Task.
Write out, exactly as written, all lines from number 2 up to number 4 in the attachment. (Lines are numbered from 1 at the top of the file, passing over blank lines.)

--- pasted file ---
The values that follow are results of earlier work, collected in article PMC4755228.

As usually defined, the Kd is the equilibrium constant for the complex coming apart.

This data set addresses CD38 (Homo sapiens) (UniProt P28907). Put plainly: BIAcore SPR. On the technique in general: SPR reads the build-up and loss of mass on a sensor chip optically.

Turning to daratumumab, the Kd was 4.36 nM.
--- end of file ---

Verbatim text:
As usually defined, the Kd is the equilibrium constant for the complex coming apart.

This data set addresses CD38 (Homo sapiens) (UniProt P28907). Put plainly: BIAcore SPR. On the technique in general: SPR reads the build-up and loss of mass on a sensor chip optically.

Turning to daratumumab, the Kd was 4.36 nM.